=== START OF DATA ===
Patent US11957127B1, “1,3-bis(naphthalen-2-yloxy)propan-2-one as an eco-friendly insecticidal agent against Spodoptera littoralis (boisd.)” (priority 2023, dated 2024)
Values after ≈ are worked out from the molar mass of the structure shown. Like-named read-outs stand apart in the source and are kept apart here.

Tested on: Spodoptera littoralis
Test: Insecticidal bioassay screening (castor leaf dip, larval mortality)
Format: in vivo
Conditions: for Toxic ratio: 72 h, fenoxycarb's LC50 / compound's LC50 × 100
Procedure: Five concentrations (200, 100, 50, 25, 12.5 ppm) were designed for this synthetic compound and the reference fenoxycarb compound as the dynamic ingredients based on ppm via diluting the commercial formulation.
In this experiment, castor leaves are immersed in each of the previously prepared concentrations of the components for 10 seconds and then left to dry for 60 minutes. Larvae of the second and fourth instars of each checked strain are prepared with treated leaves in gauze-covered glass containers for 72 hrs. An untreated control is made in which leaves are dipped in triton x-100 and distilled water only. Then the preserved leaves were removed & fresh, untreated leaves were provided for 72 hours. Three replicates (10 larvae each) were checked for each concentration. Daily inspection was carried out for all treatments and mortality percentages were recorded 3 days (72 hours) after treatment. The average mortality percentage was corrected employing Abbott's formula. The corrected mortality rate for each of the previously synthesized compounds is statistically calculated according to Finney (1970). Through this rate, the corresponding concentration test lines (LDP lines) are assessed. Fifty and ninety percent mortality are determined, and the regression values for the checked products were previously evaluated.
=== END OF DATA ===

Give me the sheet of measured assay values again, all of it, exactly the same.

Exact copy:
Patent US11957127B1, “1,3-bis(naphthalen-2-yloxy)propan-2-one as an eco-friendly insecticidal agent against Spodoptera littoralis (boisd.)” (priority 2023, dated 2024)
Values after ≈ are worked out from the molar mass of the structure shown. Like-named read-outs stand apart in the source and are kept apart here.

Tested on: Spodoptera littoralis
Test: Insecticidal bioassay screening (castor leaf dip, larval mortality)
Format: in vivo
Conditions: for Toxic ratio: 72 h, fenoxycarb's LC50 / compound's LC50 × 100
Procedure: Five concentrations (200, 100, 50, 25, 12.5 ppm) were designed for this synthetic compound and the reference fenoxycarb compound as the dynamic ingredients based on ppm via diluting the commercial formulation.
In this experiment, castor leaves are immersed in each of the previously prepared concentrations of the components for 10 seconds and then left to dry for 60 minutes. Larvae of the second and fourth instars of each checked strain are prepared with treated leaves in gauze-covered glass containers for 72 hrs. An untreated control is made in which leaves are dipped in triton x-100 and distilled water only. Then the preserved leaves were removed & fresh, untreated leaves were provided for 72 hours. Three replicates (10 larvae each) were checked for each concentration. Daily inspection was carried out for all treatments and mortality percentages were recorded 3 days (72 hours) after treatment. The average mortality percentage was corrected employing Abbott's formula. The corrected mortality rate for each of the previously synthesized compounds is statistically calculated according to Finney (1970). Through this rate, the corresponding concentration test lines (LDP lines) are assessed. Fifty and ninety percent mortality are determined, and the regression values for the checked products were previously evaluated.